d) In the Select Existing Dimensions page, the Cube Wizard displays a list of all existing dimensions defined in the project. Accept the selection of all the dimensions and click next.
e) The Cube Wizard asks you to select any new dimensions to be created from existing tables in the data source that are not already used for dimensions in the project. You can deselect dimensions that are not needed for your cube on this page. This illustration will use the Fact tables only as measure groups and not for dimensions. Deselect the Fact Reseller Sales and Fact Internet Sales dimensions on this page and click next.
f) In the final page of the Cube Wizard you can specify the name of the cube to be created and review the measure groups, measures, dimensions, attributes, and hierarchies. Use the default name Adventure Works DW suggested by the Cube Wizard and click Finish.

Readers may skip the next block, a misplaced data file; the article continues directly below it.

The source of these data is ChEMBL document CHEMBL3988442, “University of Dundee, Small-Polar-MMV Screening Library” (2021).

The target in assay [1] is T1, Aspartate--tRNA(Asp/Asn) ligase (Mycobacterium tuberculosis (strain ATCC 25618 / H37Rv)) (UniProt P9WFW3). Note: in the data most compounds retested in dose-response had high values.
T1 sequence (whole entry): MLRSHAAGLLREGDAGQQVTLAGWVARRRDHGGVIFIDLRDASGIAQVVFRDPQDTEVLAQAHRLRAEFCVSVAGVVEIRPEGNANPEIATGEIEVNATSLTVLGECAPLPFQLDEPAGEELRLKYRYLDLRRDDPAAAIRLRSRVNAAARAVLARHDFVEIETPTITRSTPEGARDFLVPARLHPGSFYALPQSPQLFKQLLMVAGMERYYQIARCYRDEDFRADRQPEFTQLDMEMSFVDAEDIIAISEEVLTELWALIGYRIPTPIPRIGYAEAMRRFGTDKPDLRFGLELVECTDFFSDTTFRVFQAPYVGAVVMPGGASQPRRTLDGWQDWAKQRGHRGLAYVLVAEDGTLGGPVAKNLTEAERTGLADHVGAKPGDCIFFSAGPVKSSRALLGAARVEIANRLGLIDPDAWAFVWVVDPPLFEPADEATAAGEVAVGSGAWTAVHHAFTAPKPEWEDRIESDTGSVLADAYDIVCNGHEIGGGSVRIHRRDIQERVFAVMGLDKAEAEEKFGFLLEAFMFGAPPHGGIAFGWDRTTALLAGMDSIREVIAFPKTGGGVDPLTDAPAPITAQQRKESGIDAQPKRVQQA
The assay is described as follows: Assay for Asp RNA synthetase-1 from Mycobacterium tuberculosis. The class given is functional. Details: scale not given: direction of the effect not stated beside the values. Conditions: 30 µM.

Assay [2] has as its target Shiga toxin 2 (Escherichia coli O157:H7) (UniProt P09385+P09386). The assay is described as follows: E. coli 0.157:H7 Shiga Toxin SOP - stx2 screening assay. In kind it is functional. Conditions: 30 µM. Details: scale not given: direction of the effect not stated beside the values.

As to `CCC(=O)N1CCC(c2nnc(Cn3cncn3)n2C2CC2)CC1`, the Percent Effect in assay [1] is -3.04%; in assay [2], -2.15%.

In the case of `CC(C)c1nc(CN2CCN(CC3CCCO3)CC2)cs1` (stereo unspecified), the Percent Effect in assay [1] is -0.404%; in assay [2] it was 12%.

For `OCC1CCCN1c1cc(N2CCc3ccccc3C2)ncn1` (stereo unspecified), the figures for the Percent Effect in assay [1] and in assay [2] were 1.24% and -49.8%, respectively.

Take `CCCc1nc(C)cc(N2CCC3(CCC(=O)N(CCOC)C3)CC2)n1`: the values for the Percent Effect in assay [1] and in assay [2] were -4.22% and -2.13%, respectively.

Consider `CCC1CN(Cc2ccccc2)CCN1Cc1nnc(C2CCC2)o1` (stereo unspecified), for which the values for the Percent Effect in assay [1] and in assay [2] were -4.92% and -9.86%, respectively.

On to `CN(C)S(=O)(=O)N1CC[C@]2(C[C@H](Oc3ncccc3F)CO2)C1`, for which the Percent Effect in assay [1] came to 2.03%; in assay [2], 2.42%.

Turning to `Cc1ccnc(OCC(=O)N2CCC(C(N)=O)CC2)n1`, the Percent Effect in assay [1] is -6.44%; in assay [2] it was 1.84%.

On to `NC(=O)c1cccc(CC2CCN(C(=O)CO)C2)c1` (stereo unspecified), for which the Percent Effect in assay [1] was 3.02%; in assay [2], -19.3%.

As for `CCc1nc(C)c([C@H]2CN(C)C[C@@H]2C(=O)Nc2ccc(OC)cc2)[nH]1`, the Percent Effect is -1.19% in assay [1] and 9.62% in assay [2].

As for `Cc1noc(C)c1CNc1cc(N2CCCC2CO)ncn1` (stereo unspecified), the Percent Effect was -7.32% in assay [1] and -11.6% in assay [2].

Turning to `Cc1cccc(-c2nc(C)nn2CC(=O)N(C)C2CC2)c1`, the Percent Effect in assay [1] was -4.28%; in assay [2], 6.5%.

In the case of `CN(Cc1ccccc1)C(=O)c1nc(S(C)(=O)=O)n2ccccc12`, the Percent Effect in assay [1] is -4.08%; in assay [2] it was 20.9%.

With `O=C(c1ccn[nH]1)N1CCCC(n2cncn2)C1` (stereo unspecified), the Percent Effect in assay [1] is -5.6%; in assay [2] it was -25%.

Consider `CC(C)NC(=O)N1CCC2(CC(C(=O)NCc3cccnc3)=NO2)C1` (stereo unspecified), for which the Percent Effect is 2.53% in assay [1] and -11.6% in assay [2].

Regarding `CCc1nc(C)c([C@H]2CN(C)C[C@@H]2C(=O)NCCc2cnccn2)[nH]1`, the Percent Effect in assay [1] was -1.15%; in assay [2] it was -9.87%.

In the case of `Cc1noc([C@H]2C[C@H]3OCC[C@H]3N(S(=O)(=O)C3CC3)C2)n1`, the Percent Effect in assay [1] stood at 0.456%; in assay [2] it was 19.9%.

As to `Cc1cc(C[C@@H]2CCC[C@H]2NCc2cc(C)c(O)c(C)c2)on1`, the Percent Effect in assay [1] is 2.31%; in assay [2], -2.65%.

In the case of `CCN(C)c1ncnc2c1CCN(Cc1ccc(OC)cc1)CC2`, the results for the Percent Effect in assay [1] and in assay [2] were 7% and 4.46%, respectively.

After creating the cube, the new dimensions are automatically created. But these dimensions will have only their primary and foreign keys selected. You have to open each created dimension and select the attributes that you need to add from each table.
g) Press F5 to deploy, build and process the cube. Deploying the cube means building the cube according to the structure that you have defined, while processing the cube means computing all the aggregation values for all the cells in the cube.
You can add a new calculated measure to the cube by Right – clicking in the Script Organizer pane of the Calculation Scripts tab and entering the formula for this new measure.